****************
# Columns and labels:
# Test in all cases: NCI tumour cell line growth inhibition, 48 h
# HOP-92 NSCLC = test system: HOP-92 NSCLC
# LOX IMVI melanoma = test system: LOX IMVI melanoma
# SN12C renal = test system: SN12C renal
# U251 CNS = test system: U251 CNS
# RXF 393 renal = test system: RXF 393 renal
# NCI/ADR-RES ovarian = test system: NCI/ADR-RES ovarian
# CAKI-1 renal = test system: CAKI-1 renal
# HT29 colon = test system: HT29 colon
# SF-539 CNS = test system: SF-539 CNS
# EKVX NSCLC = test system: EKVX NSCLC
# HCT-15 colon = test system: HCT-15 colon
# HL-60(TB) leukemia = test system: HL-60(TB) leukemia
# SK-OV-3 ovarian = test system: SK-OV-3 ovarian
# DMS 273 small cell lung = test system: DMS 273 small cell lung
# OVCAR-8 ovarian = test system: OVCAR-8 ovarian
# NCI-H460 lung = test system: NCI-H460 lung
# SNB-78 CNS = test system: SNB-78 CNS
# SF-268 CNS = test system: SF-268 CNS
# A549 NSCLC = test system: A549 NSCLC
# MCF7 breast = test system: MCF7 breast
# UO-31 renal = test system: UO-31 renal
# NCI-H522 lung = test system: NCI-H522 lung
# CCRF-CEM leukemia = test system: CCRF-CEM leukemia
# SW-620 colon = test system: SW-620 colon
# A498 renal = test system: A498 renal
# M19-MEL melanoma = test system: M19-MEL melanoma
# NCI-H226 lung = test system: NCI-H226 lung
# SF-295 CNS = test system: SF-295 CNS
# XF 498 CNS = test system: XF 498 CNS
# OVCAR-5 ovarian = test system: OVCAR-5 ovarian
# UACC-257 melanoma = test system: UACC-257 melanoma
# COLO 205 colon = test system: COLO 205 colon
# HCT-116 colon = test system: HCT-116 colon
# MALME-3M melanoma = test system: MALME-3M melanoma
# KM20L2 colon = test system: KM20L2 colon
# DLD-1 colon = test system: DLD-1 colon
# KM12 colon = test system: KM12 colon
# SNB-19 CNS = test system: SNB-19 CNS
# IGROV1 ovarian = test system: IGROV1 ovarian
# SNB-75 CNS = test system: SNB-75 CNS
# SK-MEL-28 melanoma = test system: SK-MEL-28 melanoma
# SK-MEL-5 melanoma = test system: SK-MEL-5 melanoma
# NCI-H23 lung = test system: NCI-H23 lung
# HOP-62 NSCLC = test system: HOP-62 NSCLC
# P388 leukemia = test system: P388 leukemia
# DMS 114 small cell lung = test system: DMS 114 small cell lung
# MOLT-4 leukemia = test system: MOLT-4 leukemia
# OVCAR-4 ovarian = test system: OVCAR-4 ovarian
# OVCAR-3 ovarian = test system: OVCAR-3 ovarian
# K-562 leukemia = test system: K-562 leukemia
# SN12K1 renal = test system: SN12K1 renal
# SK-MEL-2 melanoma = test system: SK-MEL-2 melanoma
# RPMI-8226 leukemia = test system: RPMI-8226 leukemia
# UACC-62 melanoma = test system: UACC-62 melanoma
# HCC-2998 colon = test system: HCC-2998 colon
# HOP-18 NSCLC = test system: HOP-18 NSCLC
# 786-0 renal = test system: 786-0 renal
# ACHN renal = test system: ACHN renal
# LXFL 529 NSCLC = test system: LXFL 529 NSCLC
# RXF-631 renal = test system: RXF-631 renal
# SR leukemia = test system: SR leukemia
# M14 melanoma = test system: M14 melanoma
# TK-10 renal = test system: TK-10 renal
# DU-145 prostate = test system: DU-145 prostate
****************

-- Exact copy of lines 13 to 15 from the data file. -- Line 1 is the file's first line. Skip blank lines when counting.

# HCT-15 colon = test system: HCT-15 colon
# HL-60(TB) leukemia = test system: HL-60(TB) leukemia
# SK-OV-3 ovarian = test system: SK-OV-3 ovarian